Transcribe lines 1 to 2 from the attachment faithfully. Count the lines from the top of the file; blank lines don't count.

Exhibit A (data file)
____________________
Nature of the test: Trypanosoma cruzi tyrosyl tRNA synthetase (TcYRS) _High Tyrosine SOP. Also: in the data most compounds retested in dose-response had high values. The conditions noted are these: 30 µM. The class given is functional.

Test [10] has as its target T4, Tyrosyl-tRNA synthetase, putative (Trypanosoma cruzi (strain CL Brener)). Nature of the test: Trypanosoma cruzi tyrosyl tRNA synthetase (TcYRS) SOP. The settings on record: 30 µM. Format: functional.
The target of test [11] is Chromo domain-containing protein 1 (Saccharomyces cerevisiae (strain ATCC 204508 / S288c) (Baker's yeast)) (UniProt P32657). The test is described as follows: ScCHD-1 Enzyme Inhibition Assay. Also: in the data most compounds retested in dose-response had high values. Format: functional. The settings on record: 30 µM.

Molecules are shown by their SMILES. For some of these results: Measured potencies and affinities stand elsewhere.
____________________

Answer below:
Nature of the test: Trypanosoma cruzi tyrosyl tRNA synthetase (TcYRS) _High Tyrosine SOP. Also: in the data most compounds retested in dose-response had high values. The conditions noted are these: 30 µM. The class given is functional.

Test [10] has as its target T4, Tyrosyl-tRNA synthetase, putative (Trypanosoma cruzi (strain CL Brener)). Nature of the test: Trypanosoma cruzi tyrosyl tRNA synthetase (TcYRS) SOP. The settings on record: 30 µM. Format: functional.